The NHS Choices website has the following advice for people seeking online help and advice about NHS dentistry. –
The NHS will not provide treatments such as teeth whitening, which you may want to make your teeth more attractive but which are not clinically necessary.
However, if your dentist says you need a particular type of treatment, you should not be asked to pay for it privately.
Your dentist is not allowed to refuse you any treatment available on the NHS but then offer the same treatment privately. Also, any treatment provided on the NHS has to be of the same high quality as treatments provided privately.
After discussing your treatment needs and all the options available to you with your dentist, you may choose to have some general dental treatments provided privately in addition to the NHS treatment. This may be carried out at the same time as your course of NHS treatment. The dentist should discuss the options with you so that you can make an informed choice.
Your dentist should also explain any risks, as well as the costs, of all treatments and should give you advice on how to keep your teeth, gums and mouth healthy.
This is a reminder to us all of the onerous responsibility of working under NHS contracts. The agreement to provide all treatment required places us in a difficult position both clinically and financially. Is doing a molar root treatment within your skillset? If not, how do you meet your responsibility? Dental Hospitals don`t always take Endodontic referrals and there is no NHS referral system in general practice. If you try to do treatments that fail due to lack of experience then you are liable to litigation. Unfair?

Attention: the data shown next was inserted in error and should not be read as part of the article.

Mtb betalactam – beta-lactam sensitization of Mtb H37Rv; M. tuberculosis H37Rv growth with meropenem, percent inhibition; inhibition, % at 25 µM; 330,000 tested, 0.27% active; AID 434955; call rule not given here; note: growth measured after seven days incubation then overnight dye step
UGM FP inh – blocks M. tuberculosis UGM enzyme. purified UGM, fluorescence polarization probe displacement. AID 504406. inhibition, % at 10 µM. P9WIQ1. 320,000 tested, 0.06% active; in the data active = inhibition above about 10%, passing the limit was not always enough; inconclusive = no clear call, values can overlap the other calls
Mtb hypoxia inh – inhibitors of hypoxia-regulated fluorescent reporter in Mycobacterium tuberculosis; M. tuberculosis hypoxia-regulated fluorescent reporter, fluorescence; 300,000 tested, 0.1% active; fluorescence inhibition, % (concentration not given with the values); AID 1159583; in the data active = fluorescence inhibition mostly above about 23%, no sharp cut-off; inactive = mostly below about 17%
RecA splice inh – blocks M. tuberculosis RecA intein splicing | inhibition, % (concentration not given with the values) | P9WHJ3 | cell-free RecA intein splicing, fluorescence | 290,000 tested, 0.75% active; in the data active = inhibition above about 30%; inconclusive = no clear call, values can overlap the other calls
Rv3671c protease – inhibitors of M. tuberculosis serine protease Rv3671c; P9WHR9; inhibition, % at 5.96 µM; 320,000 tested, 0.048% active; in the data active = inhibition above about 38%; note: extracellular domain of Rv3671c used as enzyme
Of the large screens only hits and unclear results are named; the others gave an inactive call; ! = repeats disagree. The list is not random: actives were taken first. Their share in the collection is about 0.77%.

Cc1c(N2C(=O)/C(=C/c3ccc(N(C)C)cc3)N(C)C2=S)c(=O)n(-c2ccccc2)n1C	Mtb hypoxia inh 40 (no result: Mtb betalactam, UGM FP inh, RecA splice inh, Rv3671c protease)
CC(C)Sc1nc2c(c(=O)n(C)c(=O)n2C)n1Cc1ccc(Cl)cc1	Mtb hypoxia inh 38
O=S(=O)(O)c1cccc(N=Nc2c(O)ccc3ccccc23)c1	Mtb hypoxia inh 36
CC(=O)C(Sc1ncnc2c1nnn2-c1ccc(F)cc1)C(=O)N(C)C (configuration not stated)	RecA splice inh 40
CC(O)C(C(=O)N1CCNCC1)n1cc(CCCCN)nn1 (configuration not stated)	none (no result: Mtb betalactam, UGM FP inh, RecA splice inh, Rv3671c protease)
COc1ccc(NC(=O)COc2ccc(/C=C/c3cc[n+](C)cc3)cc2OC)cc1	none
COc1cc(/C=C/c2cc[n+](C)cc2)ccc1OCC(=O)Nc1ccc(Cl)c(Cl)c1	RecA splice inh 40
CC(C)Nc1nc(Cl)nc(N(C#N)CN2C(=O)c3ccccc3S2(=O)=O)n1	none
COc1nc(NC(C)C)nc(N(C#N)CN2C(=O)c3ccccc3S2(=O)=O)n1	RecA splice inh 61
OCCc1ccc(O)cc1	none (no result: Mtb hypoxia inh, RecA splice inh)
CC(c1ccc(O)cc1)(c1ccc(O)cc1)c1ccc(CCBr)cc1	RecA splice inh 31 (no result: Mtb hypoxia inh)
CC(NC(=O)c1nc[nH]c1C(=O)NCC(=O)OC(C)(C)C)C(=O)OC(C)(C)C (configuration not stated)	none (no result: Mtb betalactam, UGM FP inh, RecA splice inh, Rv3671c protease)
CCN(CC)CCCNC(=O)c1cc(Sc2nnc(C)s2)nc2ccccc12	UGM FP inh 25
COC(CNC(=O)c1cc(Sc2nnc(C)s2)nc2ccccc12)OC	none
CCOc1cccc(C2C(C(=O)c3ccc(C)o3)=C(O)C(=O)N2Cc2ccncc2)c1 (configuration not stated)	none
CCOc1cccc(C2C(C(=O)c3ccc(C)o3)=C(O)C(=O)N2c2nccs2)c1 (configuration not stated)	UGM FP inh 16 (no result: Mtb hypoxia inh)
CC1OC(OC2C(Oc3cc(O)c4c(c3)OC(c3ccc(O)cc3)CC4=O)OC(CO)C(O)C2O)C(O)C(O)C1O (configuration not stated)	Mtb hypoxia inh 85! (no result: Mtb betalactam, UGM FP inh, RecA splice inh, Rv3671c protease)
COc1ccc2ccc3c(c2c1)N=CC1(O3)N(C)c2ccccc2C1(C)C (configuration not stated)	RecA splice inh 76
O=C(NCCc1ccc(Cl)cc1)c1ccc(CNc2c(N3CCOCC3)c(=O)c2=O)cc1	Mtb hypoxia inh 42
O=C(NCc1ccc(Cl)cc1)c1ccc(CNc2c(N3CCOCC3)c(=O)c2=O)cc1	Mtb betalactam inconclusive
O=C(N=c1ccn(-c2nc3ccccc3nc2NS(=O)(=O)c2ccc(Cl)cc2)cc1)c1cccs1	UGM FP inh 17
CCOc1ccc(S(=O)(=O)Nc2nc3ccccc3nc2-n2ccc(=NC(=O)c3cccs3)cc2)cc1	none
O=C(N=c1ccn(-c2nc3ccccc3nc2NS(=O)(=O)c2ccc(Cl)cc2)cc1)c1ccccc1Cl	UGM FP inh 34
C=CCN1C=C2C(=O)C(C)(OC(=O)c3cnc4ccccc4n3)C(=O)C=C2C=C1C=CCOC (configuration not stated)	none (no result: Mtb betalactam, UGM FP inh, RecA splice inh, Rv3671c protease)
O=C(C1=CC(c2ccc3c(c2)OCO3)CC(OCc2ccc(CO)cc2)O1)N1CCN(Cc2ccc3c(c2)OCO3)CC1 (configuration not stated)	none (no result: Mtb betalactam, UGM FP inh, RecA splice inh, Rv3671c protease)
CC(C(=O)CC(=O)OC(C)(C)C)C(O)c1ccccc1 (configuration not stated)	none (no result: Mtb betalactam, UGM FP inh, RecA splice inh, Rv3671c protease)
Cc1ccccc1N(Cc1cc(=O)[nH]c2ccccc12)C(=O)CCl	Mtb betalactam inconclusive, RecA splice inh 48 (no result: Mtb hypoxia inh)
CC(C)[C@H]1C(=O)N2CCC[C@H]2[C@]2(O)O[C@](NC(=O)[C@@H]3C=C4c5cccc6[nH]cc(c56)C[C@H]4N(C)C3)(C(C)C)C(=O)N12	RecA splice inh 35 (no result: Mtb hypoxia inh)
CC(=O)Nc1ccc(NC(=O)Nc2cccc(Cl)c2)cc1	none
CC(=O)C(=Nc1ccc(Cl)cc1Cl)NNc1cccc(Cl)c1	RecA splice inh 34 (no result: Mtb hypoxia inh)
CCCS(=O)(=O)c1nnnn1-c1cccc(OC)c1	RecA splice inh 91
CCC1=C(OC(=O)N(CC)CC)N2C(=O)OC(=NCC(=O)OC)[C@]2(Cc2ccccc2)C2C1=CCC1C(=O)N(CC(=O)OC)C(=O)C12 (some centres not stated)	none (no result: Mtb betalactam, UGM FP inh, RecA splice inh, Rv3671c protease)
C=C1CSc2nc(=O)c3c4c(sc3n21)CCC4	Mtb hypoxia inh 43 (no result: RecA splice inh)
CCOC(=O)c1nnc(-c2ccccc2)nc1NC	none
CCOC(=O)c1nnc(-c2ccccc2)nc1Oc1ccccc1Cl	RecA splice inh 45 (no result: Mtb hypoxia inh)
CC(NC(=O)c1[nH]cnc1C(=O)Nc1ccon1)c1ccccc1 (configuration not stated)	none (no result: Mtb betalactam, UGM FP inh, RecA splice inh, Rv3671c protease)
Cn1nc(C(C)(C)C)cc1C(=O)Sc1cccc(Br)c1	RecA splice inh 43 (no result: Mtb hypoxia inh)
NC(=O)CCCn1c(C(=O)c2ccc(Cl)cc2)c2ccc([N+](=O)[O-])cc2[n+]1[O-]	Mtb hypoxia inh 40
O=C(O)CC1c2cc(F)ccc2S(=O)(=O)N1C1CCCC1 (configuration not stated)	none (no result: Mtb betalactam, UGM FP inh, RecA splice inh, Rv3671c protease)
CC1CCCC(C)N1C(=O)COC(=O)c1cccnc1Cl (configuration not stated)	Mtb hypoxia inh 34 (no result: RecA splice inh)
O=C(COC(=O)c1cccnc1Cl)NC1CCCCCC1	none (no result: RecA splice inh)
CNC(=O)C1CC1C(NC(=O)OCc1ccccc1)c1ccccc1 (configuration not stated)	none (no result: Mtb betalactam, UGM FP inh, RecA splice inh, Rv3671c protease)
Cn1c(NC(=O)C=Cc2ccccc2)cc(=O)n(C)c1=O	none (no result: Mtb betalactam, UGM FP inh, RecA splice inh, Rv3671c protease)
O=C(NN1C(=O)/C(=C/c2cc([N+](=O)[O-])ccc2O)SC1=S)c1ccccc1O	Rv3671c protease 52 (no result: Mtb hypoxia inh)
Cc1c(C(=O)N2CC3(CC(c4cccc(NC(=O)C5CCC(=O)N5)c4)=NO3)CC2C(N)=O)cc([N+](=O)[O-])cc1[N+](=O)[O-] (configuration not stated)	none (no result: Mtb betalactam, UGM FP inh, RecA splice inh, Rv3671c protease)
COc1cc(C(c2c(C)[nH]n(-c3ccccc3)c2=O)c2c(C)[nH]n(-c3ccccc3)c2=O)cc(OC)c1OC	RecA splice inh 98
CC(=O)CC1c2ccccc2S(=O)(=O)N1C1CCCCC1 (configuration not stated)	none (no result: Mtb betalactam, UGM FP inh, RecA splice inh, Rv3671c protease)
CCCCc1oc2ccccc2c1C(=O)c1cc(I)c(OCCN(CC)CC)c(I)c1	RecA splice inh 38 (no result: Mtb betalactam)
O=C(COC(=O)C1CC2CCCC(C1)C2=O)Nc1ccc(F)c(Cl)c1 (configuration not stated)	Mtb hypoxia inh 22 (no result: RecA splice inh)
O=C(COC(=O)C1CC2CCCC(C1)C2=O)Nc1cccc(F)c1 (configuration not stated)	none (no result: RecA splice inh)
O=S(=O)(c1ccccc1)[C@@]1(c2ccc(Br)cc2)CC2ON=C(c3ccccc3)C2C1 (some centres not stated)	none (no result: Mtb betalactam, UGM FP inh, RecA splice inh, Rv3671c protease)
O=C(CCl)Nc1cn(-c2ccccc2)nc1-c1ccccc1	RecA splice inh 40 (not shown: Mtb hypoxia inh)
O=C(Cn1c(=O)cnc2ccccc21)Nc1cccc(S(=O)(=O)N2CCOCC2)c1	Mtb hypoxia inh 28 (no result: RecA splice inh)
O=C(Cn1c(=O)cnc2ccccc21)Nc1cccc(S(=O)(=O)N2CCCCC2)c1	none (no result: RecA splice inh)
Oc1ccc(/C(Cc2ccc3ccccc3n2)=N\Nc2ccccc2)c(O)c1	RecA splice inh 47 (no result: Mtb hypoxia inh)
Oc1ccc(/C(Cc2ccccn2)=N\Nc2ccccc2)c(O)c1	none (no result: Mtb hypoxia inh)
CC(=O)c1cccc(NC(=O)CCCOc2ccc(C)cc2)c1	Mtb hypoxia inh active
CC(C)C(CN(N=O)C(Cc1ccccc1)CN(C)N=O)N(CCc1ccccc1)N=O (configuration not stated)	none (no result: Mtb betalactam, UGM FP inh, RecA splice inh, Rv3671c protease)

Well, yes it is. However, there are some actions you can take to minimise the issues. Do a monthly `ring around` the teaching hospitals to see who is taking patients for Endodontic and Perios referrals. This means you have an option to give people, even it means a bit of a ride. Encourage a member of your team to develop a special interest in Endo and come to a financial arrangement for internal referrals. Give patients as much choice as possible rather than restrict availability of treatments – choice expands the possibility of taking better options.
It is really important to give patients lots of information too – and record that you have done so. Choices, risks, prognosis and costs.
*All information is correct at the time of publishing